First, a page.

During the school day can groups or organizations sell food items?

 Yes. Student organizations may sell food items during the school day so long as the items meet the Smart Snack nutritional standards.

 Can a student organization sell candy as a fundraiser?

Yes, however, any items that do not meet the Smart Snack Standards can only be sold ½ hour after the last bell of the school day through midnight. It should also be noted the MCI Policy does not encourage the sale of candy for fund raising and encourages organizations to sell healthy foods or non-food items.

 Can student organizations sell non-food items for fundraising purposes?

 Yes, the MCI Policy applies to the sale of foods and/or beverages; however, the sale of non-food items is preferred and encouraged.

 Are cough drops and chewing gum defined as foods?

 Yes, Federal Regulations consider cough drops and chewing gum foods of Minimal Nutritional Value. These foods cannot be sold during the school day, and the practice of giving them as a reward is strongly discouraged.

 Can school staff collect money from students to support a classroom function involving food?

 No, collecting money to pay for student participation in any kind of food party is considered a food sale and cannot occur during the school day since it is in competition with the National School Lunch Program. Classrooms and student organizations can work through the School Nutrition Program which will provide this service for them.

Can outside groups (i.e. Lions Club, fire department) that sell foods and beverages keep their profits for their own use?

Yes, as long as the sale occurs after school hours and it is a public event. All organizations are encouraged to always have healthy food and beverages available as a choice.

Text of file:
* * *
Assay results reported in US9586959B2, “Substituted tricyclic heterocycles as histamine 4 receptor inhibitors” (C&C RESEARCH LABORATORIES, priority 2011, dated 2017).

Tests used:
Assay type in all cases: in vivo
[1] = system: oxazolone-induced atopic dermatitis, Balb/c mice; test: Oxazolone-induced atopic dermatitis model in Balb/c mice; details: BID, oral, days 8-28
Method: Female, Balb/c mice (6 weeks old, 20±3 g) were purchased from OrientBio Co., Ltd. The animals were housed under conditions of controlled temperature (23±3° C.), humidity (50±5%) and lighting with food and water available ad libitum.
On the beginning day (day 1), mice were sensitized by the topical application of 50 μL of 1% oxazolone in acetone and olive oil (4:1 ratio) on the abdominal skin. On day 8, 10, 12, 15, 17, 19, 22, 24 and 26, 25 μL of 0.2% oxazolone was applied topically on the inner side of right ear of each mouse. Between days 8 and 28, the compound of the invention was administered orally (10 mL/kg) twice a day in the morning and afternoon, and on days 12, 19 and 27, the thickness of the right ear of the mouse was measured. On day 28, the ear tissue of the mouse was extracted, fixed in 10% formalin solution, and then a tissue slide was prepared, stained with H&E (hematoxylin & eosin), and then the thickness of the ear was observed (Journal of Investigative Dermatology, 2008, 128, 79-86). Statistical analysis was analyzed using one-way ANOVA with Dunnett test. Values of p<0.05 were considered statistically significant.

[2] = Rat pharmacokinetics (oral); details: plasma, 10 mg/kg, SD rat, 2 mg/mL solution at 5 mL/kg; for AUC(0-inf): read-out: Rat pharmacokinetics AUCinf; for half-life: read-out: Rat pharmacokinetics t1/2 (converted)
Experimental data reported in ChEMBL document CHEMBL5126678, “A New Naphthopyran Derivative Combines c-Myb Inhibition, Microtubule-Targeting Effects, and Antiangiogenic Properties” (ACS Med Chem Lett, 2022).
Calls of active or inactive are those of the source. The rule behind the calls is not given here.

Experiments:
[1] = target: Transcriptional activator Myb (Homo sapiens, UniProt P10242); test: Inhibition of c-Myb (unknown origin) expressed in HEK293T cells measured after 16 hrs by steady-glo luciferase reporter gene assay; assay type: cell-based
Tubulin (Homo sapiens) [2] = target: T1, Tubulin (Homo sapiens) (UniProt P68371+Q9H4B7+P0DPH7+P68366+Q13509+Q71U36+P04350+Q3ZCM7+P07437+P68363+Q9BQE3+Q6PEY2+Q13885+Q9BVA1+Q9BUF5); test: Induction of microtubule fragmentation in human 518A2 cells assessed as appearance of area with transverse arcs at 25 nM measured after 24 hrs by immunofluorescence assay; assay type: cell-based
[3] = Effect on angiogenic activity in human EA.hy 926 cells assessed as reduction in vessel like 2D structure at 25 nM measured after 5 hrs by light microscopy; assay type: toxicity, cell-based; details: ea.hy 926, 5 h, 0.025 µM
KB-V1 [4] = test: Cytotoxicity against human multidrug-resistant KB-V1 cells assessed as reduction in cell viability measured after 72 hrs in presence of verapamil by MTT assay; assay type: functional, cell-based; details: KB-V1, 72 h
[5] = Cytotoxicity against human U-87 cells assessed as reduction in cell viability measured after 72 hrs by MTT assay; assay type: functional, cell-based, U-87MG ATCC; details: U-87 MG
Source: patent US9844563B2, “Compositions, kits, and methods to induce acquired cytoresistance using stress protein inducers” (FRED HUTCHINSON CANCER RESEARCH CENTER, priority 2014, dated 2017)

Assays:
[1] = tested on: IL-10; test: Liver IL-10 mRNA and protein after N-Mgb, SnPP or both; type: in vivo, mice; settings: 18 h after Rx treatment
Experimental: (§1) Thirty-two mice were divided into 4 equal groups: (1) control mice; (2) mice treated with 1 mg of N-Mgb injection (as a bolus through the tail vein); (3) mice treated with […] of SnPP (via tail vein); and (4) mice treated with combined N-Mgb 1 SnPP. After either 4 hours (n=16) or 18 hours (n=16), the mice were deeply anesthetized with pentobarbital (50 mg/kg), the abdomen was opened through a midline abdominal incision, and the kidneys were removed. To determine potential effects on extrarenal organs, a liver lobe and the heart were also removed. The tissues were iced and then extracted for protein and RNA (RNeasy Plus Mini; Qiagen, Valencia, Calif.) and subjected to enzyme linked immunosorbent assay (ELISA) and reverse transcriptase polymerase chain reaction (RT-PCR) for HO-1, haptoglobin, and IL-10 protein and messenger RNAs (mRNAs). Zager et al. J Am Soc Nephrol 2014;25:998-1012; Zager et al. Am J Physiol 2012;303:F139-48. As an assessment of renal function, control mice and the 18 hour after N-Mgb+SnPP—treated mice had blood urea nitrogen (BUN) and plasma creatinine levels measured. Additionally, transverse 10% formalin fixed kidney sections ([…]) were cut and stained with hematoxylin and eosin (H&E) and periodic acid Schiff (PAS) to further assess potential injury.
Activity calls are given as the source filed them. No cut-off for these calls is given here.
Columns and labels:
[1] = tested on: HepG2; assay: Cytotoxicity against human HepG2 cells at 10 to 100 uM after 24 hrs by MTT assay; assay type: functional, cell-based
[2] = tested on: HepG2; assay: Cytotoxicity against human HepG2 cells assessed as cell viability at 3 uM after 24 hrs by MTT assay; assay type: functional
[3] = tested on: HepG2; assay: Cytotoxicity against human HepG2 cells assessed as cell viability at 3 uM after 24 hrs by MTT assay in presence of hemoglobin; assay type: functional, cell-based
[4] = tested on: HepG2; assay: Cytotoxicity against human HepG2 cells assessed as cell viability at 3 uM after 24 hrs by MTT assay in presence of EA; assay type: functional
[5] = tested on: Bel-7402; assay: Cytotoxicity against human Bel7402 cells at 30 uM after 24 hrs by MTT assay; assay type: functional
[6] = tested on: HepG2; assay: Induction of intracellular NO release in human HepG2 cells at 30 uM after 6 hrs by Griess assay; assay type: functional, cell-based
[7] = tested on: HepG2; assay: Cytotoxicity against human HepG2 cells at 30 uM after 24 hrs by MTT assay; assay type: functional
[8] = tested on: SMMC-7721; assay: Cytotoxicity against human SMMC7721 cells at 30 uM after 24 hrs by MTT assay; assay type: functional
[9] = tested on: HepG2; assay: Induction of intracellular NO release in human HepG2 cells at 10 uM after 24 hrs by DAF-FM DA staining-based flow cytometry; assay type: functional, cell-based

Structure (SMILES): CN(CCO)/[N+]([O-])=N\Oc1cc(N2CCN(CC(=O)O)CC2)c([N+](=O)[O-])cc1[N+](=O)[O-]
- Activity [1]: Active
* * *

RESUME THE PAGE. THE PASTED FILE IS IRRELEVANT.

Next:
How can I make time for daily physical activity?

 Everyone – students and faculty – needs energizing motor breaks for their minds and bodies to work effectively together. It is a simple matter of getting red blood cells and oxygen to the brain. Taking time for a little motor break may seem like you are losing time, but you will actually gain in terms of the speed with which your students will process information. Motor breaks can also be integrated into your teaching strategies with more action-based learning techniques in which students are standing up and moving their bodies while you are teaching.   

Appendix B: Committee Membership    

  • Thomas Bertrand, Administrator, Dean of Student Life
  • Shandrea Caldwell, Parent member
  • William Carr, Director of Food Service 
  • Rebecca Geagan, RN, School Nurse
  • Dena Hall, Chief Accountant, HR Specialist, Safety Coordinator
  • James Leonard, Administrator, Athletic Director
  • Roberta McGuire, International Students Program Coordinator
  • Macie Batchelder, Director of Counseling
  • Kirsten Pomeroy, Academic Counselor